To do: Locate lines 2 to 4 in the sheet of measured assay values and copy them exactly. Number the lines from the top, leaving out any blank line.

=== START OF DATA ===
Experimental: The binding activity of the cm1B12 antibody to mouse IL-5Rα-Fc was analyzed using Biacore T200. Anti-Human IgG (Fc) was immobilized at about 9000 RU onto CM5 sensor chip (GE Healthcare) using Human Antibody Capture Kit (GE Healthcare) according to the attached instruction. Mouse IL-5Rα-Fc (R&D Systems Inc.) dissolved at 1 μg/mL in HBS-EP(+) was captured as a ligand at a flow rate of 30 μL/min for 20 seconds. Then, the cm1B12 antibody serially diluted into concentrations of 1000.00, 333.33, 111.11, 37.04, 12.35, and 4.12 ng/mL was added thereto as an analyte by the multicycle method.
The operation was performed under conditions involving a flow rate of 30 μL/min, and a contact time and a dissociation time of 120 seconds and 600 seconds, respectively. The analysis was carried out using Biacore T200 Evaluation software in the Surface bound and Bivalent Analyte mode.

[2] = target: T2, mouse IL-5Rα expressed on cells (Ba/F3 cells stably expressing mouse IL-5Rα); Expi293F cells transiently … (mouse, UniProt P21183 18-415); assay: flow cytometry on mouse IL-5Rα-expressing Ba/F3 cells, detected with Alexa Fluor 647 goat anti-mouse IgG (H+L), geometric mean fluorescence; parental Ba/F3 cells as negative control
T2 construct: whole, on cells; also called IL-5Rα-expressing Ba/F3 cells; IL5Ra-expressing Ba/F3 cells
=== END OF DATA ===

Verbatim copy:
The operation was performed under conditions involving a flow rate of 30 μL/min, and a contact time and a dissociation time of 120 seconds and 600 seconds, respectively. The analysis was carried out using Biacore T200 Evaluation software in the Surface bound and Bivalent Analyte mode.

[2] = target: T2, mouse IL-5Rα expressed on cells (Ba/F3 cells stably expressing mouse IL-5Rα); Expi293F cells transiently … (mouse, UniProt P21183 18-415); assay: flow cytometry on mouse IL-5Rα-expressing Ba/F3 cells, detected with Alexa Fluor 647 goat anti-mouse IgG (H+L), geometric mean fluorescence; parental Ba/F3 cells as negative control
T2 construct: whole, on cells; also called IL-5Rα-expressing Ba/F3 cells; IL5Ra-expressing Ba/F3 cells